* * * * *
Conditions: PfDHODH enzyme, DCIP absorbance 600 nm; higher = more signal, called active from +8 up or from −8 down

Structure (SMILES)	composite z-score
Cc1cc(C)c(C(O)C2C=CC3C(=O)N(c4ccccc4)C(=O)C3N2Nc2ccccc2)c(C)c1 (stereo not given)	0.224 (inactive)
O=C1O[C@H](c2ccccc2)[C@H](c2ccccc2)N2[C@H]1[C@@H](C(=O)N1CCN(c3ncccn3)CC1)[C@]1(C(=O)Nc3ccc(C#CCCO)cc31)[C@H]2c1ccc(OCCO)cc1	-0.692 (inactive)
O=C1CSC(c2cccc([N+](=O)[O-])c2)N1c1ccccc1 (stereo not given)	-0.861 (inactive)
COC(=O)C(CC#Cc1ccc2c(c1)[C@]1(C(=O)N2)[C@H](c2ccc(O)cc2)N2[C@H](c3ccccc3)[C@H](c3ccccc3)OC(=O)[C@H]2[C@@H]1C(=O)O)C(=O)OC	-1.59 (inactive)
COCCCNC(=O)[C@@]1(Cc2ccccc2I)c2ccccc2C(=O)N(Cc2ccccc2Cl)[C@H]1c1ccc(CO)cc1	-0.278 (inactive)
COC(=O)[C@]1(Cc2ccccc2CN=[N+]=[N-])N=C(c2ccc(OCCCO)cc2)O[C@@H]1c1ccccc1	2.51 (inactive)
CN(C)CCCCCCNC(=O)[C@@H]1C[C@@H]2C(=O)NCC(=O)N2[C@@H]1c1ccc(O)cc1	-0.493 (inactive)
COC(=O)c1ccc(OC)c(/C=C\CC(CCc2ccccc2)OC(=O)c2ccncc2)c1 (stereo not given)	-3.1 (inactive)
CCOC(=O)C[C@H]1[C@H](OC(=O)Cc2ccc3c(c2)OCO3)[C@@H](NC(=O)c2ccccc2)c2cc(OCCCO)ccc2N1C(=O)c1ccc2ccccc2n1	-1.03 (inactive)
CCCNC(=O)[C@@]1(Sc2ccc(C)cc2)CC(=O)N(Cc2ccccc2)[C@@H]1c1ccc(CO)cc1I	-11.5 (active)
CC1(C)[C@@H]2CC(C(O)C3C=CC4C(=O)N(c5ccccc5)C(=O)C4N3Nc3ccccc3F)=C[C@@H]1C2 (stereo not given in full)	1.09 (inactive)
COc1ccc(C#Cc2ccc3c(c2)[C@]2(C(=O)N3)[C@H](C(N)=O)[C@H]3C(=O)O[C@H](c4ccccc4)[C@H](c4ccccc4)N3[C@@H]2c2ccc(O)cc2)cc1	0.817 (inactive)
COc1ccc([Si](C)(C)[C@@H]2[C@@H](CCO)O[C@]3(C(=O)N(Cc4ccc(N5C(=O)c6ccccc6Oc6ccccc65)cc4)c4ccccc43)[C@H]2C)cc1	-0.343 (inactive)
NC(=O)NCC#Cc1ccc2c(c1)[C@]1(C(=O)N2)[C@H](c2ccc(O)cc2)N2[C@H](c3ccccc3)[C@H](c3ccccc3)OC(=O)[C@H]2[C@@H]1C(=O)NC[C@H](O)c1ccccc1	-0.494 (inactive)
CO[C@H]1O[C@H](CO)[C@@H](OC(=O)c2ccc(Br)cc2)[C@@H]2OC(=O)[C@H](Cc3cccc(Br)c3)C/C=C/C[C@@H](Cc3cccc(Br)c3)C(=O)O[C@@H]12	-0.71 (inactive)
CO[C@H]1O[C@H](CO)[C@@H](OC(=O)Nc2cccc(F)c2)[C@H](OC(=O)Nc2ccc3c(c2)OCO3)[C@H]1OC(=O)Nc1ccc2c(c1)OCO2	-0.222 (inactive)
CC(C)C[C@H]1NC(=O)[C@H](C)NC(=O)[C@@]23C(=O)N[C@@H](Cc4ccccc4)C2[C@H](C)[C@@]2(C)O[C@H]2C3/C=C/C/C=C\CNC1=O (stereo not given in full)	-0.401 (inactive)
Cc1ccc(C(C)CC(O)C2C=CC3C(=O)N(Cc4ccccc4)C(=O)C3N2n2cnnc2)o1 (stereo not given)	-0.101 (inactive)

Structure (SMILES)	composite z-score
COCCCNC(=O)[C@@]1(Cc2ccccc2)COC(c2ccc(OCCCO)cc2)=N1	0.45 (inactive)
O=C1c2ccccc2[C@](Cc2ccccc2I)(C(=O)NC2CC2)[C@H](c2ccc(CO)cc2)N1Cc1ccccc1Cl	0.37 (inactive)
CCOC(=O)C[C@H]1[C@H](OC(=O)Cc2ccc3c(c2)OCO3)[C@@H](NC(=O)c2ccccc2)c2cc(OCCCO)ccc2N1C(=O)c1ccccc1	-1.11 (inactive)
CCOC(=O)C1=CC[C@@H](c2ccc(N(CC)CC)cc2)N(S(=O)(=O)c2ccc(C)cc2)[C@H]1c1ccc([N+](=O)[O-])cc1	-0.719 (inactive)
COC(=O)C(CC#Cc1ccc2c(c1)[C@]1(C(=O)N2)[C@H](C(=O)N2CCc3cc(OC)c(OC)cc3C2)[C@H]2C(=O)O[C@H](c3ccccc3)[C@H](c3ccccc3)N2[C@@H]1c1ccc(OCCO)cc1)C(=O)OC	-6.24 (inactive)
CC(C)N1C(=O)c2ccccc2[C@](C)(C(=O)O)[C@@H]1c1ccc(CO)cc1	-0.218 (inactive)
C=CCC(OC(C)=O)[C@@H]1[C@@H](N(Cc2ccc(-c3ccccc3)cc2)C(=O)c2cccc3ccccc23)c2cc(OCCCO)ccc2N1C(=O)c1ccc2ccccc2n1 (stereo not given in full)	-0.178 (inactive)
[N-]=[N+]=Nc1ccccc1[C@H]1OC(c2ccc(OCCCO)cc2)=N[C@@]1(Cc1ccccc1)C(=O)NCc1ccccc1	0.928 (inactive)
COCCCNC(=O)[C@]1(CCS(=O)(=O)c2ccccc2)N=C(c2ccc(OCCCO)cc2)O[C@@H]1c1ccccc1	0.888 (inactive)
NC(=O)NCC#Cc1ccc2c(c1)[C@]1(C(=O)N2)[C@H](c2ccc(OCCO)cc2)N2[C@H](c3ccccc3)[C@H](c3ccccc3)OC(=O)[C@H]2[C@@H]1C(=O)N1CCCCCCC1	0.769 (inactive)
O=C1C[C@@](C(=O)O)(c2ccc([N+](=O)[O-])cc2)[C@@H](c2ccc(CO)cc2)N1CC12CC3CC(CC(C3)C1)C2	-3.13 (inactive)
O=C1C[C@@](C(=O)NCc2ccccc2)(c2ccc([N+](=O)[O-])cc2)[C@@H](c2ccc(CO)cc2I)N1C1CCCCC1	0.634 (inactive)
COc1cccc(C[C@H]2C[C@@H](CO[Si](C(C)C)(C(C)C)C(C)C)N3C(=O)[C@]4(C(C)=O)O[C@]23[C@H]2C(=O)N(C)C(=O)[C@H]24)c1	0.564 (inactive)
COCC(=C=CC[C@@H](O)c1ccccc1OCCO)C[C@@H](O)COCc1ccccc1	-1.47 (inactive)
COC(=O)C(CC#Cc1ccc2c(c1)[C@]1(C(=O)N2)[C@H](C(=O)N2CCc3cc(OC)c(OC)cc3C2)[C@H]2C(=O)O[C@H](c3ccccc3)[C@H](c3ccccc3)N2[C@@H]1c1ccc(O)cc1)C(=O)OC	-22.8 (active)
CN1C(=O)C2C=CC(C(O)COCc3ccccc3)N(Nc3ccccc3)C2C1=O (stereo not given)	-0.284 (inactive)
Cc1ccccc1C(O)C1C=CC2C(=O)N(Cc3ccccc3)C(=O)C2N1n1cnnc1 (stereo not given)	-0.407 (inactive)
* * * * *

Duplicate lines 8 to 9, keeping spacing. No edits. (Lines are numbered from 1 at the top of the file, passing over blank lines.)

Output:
COC(=O)[C@]1(Cc2ccccc2CN=[N+]=[N-])N=C(c2ccc(OCCCO)cc2)O[C@@H]1c1ccccc1	2.51 (inactive)
CN(C)CCCCCCNC(=O)[C@@H]1C[C@@H]2C(=O)NCC(=O)N2[C@@H]1c1ccc(O)cc1	-0.493 (inactive)